...in the winter to prevent freezing. the pictured gauge has an oil filled face to prevent vibration and is costly to replace. Once water in the back of the gauge freezes it may regulate fine but the gauge will no longer be accurate. ( also, do not leave it behind for the next camper, {tnx, ur welcome})

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Old 07-25-2021, 05:23 AM   #11
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fixer upper

Quote:
Originally Posted by redbarron55 View Post
I have an accumulator and the new regulator as well as a tankless water heater so I should be good.
cheap one


Better kind


Accumulator


All found with a quick search on Amazon
We normally only use the on board pump but had a problem with shore water it made the line at the shower come apart and loosened other connectors. Maybe connect this setup under the closet floor at inlet for shore water? Do not need it for our regular setup running water from tank.

Thanks for the info.
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Old 07-25-2021, 05:38 AM   #12
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Pressure

Quote:
Originally Posted by Raspy View Post
The pressure regulator is an important piece. But, if you have a tank style water heater, and you use a regulator, you should have an accumulator tank too. This is because water cannot flow backwards through a regulator.

When the water heater comes on the water expands in the system and causes the pressure to rise to the pop point of the water heater pressure relief valve, which is at least 100 PSI.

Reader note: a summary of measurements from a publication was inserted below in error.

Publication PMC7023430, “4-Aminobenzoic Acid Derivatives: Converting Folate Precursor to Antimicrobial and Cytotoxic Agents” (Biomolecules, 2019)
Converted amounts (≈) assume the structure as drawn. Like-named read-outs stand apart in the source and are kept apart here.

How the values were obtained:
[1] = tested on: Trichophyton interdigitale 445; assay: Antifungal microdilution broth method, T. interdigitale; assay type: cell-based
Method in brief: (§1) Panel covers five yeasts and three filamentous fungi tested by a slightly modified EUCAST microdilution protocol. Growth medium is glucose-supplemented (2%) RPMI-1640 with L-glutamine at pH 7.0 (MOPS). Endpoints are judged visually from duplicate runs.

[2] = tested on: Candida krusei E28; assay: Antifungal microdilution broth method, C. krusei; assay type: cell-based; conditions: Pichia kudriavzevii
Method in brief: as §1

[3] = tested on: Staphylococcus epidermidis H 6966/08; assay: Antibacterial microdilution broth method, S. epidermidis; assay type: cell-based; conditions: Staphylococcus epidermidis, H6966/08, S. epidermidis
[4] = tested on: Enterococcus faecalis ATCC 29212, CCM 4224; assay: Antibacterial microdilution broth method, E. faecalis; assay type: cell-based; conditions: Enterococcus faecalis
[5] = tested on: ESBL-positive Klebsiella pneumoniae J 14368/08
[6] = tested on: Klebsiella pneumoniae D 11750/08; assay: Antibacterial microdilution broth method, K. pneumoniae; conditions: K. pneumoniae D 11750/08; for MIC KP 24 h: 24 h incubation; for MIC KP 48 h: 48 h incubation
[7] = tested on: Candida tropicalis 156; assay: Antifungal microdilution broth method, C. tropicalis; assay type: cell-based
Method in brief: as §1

So, the pressure regulator can and will cause the pressure in the system to rise to at least 100 PSI, with a tank style water heater and no accumulator.

One way around this is to let a faucet drip when the water heater is turned on, but that is only practical if you have shore tie water.
We have no problems while running pump under sink; maybe if installed at wall back flow restricted hose inlet for outside water and set to pressure of inside 12v water pump?

The original flexible 3/8" copper lines were replaced a few years back and we did not have any problems till this year and that is believed to be at least in part due to shore water pressure.

The replacement lines are clear 3/8" type, the locks holding connections failed under the additional pressure and/or possibly in combination with time and other factors.

Was able to open up wall cavity connect the shower line and tighten all the other line connections in trailer. Two hours and all fixed. Line came apart at the shower taps.